Grammar in EAP
Extraposition refers to a process of moving (extraposing) an embedded clause from its usual position to the end of the sentence.This usually involves the use of the introductory–it construction.
That income tax will be reduced is unlikely.
It is unlikely that income tax will be reduced.
This is common in academic texts, especially with adjectives of necessity or importance, such as “sensible, essential, vital. important, desirable” (Biber, Johansson, Leech, Conrad & Finegan, 1999, pp. 673-674).
The most common types of extraposition are:
It is impossible to understand what followed.
It is unclear why the results occurred.
It is essential to have a boundary region or origin, from which position is measured.
More examples are:
It is important to remember that Klein’s parents came to Canada in response to one of the many pogroms that took place in Russia and Poland at the beginning of the twentieth century.
It is essential that the therapist should try to incorporate preventive measures in his treatment.
It is not clear why the effect of the retention interval should be especially marked when the pre-exposure flavour is different from that used in the subsequent phases of the study.
It is interesting to note that severe physical exercise in the daytime is sometimes associated with increased deep sleep the following night; perhaps there is a link here between deep sleep, an increase in growth hormone release, and the growth of muscular tissue that is produced by exercise.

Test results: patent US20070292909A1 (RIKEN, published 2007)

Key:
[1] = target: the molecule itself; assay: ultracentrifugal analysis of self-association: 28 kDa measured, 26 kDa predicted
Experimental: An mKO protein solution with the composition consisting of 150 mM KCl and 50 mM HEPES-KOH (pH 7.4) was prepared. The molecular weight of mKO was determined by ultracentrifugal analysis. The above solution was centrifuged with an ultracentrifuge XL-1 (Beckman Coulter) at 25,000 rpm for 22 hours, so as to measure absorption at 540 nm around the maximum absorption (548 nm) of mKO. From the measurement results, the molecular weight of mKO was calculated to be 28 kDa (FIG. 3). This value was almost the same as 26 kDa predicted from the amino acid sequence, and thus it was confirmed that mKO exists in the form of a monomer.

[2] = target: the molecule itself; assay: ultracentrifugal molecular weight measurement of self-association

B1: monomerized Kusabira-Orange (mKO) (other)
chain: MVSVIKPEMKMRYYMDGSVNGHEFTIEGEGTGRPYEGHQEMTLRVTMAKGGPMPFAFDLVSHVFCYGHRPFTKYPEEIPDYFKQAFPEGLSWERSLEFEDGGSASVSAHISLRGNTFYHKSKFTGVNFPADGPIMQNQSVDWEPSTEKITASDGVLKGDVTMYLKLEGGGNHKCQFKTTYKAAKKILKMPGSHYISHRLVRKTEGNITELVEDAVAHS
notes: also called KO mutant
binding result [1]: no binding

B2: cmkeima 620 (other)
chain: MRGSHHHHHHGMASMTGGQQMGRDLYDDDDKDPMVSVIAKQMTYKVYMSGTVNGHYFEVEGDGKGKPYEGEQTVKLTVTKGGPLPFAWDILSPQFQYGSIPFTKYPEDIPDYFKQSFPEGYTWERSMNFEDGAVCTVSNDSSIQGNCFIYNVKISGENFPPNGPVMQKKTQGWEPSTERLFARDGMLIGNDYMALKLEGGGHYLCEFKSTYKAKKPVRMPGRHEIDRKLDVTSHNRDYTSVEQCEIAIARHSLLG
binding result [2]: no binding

It seems plausible that the Asian orang-utan represents an early forest specialization.
It seems unlikely that, seventy years later, Ulpian thought that all difference between the two institutions had been eliminated.
It seems difficult to exclude everyday physical contact with others.
It is possible that a number of other political changes would have got under way.
It was important, therefore, that the government try to establish how the decision to fight the election came about.
Try this exercise: Grammar: Extraposition
Common phrases used in academic texts are (Biber, Johansson, Leech, Conrad & Finegan, 1999, pp. 1019-1020):
“it is possible to …, it is not possible to …, it is necessary to …, it is interesting to …, it is difficult to …, it is easy to …
it can be seen that …, it should be noted that …, it has been shown that …, it has been suggested that …, it was found that …, it is not surprising that …
it is interesting to note that …”